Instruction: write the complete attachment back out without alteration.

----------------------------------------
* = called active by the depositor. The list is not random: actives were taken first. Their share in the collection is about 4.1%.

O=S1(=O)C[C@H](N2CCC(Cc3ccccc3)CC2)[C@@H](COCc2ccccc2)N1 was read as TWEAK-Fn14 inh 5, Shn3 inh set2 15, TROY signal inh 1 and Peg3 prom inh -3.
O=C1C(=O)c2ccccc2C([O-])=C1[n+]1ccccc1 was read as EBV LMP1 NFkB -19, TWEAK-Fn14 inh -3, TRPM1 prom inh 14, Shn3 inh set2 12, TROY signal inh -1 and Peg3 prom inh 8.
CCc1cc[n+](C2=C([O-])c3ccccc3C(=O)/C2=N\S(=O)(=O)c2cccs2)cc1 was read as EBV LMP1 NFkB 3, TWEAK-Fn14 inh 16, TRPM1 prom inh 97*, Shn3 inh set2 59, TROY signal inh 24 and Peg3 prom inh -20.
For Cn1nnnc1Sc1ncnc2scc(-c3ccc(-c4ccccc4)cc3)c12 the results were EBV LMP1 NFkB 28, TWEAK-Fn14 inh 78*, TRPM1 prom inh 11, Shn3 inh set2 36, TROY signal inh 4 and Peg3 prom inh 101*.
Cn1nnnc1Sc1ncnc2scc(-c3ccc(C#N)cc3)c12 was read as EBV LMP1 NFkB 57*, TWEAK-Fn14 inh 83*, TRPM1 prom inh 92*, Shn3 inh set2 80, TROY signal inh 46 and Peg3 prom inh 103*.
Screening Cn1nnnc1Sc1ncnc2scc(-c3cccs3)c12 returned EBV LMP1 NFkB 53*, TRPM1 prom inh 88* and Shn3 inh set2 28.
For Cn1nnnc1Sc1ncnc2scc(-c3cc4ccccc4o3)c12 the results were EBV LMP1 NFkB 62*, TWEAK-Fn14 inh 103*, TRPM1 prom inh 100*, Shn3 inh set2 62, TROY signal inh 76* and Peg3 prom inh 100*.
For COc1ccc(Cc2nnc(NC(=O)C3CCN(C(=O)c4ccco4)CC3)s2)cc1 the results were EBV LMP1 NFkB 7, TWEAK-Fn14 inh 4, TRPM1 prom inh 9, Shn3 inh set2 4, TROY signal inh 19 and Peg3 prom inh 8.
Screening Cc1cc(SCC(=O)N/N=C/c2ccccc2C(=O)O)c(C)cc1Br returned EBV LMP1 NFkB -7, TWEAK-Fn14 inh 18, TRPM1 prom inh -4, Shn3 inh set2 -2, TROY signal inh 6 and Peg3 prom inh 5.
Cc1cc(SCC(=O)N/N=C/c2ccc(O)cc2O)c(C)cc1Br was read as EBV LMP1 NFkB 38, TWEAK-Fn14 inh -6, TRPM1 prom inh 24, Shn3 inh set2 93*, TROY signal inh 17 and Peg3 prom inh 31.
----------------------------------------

* = called active by the depositor. The list is not random: actives were taken first. Their share in the collection is about 4.1%.

O=S1(=O)C[C@H](N2CCC(Cc3ccccc3)CC2)[C@@H](COCc2ccccc2)N1 was read as TWEAK-Fn14 inh 5, Shn3 inh set2 15, TROY signal inh 1 and Peg3 prom inh -3.
O=C1C(=O)c2ccccc2C([O-])=C1[n+]1ccccc1 was read as EBV LMP1 NFkB -19, TWEAK-Fn14 inh -3, TRPM1 prom inh 14, Shn3 inh set2 12, TROY signal inh -1 and Peg3 prom inh 8.
CCc1cc[n+](C2=C([O-])c3ccccc3C(=O)/C2=N\S(=O)(=O)c2cccs2)cc1 was read as EBV LMP1 NFkB 3, TWEAK-Fn14 inh 16, TRPM1 prom inh 97*, Shn3 inh set2 59, TROY signal inh 24 and Peg3 prom inh -20.
For Cn1nnnc1Sc1ncnc2scc(-c3ccc(-c4ccccc4)cc3)c12 the results were EBV LMP1 NFkB 28, TWEAK-Fn14 inh 78*, TRPM1 prom inh 11, Shn3 inh set2 36, TROY signal inh 4 and Peg3 prom inh 101*.
Cn1nnnc1Sc1ncnc2scc(-c3ccc(C#N)cc3)c12 was read as EBV LMP1 NFkB 57*, TWEAK-Fn14 inh 83*, TRPM1 prom inh 92*, Shn3 inh set2 80, TROY signal inh 46 and Peg3 prom inh 103*.
Screening Cn1nnnc1Sc1ncnc2scc(-c3cccs3)c12 returned EBV LMP1 NFkB 53*, TRPM1 prom inh 88* and Shn3 inh set2 28.
For Cn1nnnc1Sc1ncnc2scc(-c3cc4ccccc4o3)c12 the results were EBV LMP1 NFkB 62*, TWEAK-Fn14 inh 103*, TRPM1 prom inh 100*, Shn3 inh set2 62, TROY signal inh 76* and Peg3 prom inh 100*.
For COc1ccc(Cc2nnc(NC(=O)C3CCN(C(=O)c4ccco4)CC3)s2)cc1 the results were EBV LMP1 NFkB 7, TWEAK-Fn14 inh 4, TRPM1 prom inh 9, Shn3 inh set2 4, TROY signal inh 19 and Peg3 prom inh 8.
Screening Cc1cc(SCC(=O)N/N=C/c2ccccc2C(=O)O)c(C)cc1Br returned EBV LMP1 NFkB -7, TWEAK-Fn14 inh 18, TRPM1 prom inh -4, Shn3 inh set2 -2, TROY signal inh 6 and Peg3 prom inh 5.
Cc1cc(SCC(=O)N/N=C/c2ccc(O)cc2O)c(C)cc1Br was read as EBV LMP1 NFkB 38, TWEAK-Fn14 inh -6, TRPM1 prom inh 24, Shn3 inh set2 93*, TROY signal inh 17 and Peg3 prom inh 31.